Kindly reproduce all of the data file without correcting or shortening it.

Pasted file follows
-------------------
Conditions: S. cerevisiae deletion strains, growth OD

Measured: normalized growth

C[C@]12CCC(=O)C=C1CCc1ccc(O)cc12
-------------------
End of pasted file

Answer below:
Conditions: S. cerevisiae deletion strains, growth OD

Measured: normalized growth

C[C@]12CCC(=O)C=C1CCc1ccc(O)cc12